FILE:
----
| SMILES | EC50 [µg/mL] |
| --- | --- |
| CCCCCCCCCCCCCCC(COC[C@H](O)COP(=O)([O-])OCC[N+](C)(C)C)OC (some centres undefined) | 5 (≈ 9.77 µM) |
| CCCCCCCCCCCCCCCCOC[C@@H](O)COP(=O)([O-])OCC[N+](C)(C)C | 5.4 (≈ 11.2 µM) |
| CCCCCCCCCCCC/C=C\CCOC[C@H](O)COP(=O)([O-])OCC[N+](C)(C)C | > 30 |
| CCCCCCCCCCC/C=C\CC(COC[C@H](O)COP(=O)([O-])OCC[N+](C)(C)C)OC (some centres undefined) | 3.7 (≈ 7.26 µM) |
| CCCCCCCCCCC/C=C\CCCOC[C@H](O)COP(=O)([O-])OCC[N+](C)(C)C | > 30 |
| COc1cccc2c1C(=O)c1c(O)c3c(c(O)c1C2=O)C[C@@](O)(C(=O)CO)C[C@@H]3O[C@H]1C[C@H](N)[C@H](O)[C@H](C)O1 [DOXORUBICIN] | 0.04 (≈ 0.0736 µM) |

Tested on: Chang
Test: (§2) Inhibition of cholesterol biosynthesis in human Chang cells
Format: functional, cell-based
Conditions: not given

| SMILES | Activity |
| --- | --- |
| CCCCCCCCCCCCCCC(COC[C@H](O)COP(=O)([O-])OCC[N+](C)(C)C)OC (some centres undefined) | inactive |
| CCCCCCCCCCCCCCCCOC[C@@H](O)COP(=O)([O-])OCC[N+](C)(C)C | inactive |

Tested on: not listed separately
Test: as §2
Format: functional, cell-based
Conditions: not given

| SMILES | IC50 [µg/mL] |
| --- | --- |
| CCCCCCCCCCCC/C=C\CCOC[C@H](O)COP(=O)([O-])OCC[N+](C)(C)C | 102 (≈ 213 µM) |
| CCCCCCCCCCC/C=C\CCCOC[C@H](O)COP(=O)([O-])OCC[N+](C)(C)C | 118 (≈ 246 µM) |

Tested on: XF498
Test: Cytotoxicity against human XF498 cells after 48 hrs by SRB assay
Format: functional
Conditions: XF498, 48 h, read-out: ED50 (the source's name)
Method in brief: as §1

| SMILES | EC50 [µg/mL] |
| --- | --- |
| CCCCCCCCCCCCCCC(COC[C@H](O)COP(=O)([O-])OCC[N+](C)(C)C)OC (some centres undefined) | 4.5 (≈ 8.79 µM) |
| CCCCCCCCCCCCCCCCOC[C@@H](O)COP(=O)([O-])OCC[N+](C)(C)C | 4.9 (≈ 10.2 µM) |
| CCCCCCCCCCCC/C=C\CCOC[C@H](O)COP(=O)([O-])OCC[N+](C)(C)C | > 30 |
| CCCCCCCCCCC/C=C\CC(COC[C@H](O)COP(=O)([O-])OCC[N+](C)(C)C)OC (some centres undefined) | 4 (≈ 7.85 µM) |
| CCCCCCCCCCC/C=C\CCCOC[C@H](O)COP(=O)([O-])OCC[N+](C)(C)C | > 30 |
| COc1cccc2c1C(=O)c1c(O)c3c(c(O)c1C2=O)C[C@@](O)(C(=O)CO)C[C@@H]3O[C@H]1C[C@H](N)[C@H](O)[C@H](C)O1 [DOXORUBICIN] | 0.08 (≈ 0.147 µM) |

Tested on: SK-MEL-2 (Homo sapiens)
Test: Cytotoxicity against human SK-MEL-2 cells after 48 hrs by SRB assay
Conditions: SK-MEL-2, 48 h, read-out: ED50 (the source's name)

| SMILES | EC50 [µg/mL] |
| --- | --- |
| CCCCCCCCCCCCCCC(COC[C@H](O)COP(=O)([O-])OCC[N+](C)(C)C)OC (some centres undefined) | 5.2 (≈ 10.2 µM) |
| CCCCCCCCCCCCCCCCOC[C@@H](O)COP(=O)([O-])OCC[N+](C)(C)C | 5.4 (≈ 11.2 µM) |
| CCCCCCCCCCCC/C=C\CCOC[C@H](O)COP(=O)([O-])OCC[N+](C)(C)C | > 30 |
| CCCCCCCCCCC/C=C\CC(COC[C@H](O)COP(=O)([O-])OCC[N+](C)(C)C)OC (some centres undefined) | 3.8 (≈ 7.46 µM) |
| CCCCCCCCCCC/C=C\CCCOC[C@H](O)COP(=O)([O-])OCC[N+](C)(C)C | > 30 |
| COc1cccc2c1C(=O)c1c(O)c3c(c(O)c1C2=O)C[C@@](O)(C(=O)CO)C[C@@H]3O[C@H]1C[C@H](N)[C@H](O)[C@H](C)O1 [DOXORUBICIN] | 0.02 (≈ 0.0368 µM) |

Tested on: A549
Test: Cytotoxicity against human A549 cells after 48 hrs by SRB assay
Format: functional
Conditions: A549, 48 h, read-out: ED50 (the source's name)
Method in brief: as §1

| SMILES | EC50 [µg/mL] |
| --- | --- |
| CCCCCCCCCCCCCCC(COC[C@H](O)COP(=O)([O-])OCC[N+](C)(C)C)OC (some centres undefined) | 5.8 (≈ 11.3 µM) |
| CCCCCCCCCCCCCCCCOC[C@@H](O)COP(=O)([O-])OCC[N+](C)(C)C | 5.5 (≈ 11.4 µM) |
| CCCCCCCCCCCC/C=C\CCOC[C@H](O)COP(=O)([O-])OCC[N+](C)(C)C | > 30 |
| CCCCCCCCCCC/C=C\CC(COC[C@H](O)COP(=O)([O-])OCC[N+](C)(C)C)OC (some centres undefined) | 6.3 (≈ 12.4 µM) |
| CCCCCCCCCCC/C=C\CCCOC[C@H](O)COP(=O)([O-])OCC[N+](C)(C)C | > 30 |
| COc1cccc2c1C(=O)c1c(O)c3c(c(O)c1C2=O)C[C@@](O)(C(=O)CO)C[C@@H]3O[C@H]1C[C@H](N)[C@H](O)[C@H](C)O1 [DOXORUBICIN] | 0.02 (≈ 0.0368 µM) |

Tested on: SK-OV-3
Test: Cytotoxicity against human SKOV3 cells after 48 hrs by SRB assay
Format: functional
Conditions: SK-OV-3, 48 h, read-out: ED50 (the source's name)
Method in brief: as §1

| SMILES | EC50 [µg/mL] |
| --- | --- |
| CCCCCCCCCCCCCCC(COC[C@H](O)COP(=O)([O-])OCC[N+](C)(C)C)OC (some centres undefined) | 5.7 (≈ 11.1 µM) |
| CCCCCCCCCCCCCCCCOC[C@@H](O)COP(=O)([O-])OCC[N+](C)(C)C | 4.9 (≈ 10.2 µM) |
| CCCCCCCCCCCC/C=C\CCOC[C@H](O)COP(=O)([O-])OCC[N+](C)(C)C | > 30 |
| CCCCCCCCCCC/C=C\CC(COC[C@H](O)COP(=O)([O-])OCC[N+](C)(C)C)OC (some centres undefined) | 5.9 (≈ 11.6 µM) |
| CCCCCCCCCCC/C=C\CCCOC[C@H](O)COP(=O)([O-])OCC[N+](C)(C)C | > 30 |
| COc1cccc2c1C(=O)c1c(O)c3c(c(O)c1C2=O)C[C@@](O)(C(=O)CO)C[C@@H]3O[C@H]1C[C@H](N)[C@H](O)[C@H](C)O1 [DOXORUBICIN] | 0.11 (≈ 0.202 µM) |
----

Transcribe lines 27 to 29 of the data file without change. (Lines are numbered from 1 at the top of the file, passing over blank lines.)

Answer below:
Format: functional
Conditions: XF498, 48 h, read-out: ED50 (the source's name)
Method in brief: as §1